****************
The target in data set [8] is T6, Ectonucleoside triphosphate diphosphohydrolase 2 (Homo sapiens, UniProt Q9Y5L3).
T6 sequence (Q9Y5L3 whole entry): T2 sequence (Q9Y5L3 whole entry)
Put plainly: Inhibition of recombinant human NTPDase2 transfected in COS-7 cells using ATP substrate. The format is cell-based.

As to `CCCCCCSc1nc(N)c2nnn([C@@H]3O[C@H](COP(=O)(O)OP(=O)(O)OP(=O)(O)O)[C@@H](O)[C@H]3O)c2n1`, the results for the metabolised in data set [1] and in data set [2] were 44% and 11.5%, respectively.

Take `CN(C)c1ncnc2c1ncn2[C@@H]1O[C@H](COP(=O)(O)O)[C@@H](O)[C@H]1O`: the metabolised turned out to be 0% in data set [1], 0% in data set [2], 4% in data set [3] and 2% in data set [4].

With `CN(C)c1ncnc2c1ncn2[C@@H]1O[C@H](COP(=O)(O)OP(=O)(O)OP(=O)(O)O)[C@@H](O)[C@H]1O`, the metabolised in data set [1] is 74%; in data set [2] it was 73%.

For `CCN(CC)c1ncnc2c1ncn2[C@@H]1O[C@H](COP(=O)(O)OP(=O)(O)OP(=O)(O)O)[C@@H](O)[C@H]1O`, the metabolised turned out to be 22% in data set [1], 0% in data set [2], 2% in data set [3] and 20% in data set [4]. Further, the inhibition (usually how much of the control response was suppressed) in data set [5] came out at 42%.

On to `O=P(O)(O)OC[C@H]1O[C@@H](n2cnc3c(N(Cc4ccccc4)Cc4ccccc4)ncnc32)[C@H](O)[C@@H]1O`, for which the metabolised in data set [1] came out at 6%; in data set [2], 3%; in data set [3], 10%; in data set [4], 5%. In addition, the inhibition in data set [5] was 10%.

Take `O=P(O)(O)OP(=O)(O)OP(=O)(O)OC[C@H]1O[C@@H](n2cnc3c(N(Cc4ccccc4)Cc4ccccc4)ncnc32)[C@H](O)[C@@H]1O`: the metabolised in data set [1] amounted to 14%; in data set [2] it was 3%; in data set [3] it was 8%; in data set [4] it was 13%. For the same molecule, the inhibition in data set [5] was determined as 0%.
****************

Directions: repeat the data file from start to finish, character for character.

The target in data set [8] is T6, Ectonucleoside triphosphate diphosphohydrolase 2 (Homo sapiens, UniProt Q9Y5L3).
T6 sequence (Q9Y5L3 whole entry): T2 sequence (Q9Y5L3 whole entry)
Put plainly: Inhibition of recombinant human NTPDase2 transfected in COS-7 cells using ATP substrate. The format is cell-based.

As to `CCCCCCSc1nc(N)c2nnn([C@@H]3O[C@H](COP(=O)(O)OP(=O)(O)OP(=O)(O)O)[C@@H](O)[C@H]3O)c2n1`, the results for the metabolised in data set [1] and in data set [2] were 44% and 11.5%, respectively.

Take `CN(C)c1ncnc2c1ncn2[C@@H]1O[C@H](COP(=O)(O)O)[C@@H](O)[C@H]1O`: the metabolised turned out to be 0% in data set [1], 0% in data set [2], 4% in data set [3] and 2% in data set [4].

With `CN(C)c1ncnc2c1ncn2[C@@H]1O[C@H](COP(=O)(O)OP(=O)(O)OP(=O)(O)O)[C@@H](O)[C@H]1O`, the metabolised in data set [1] is 74%; in data set [2] it was 73%.

For `CCN(CC)c1ncnc2c1ncn2[C@@H]1O[C@H](COP(=O)(O)OP(=O)(O)OP(=O)(O)O)[C@@H](O)[C@H]1O`, the metabolised turned out to be 22% in data set [1], 0% in data set [2], 2% in data set [3] and 20% in data set [4]. Further, the inhibition (usually how much of the control response was suppressed) in data set [5] came out at 42%.

On to `O=P(O)(O)OC[C@H]1O[C@@H](n2cnc3c(N(Cc4ccccc4)Cc4ccccc4)ncnc32)[C@H](O)[C@@H]1O`, for which the metabolised in data set [1] came out at 6%; in data set [2], 3%; in data set [3], 10%; in data set [4], 5%. In addition, the inhibition in data set [5] was 10%.

Take `O=P(O)(O)OP(=O)(O)OP(=O)(O)OC[C@H]1O[C@@H](n2cnc3c(N(Cc4ccccc4)Cc4ccccc4)ncnc32)[C@H](O)[C@@H]1O`: the metabolised in data set [1] amounted to 14%; in data set [2] it was 3%; in data set [3] it was 8%; in data set [4] it was 13%. For the same molecule, the inhibition in data set [5] was determined as 0%.